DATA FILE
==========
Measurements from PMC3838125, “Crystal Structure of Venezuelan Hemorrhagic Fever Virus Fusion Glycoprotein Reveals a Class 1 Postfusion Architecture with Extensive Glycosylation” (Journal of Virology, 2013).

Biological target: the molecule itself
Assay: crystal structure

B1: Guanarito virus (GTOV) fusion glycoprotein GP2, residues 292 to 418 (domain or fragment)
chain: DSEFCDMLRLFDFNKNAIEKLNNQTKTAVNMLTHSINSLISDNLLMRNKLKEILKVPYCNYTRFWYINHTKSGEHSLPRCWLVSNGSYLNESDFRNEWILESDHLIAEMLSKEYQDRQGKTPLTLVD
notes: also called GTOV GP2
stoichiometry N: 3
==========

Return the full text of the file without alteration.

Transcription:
Measurements from PMC3838125, “Crystal Structure of Venezuelan Hemorrhagic Fever Virus Fusion Glycoprotein Reveals a Class 1 Postfusion Architecture with Extensive Glycosylation” (Journal of Virology, 2013).

Biological target: the molecule itself
Assay: crystal structure

B1: Guanarito virus (GTOV) fusion glycoprotein GP2, residues 292 to 418 (domain or fragment)
chain: DSEFCDMLRLFDFNKNAIEKLNNQTKTAVNMLTHSINSLISDNLLMRNKLKEILKVPYCNYTRFWYINHTKSGEHSLPRCWLVSNGSYLNESDFRNEWILESDHLIAEMLSKEYQDRQGKTPLTLVD
notes: also called GTOV GP2
stoichiometry N: 3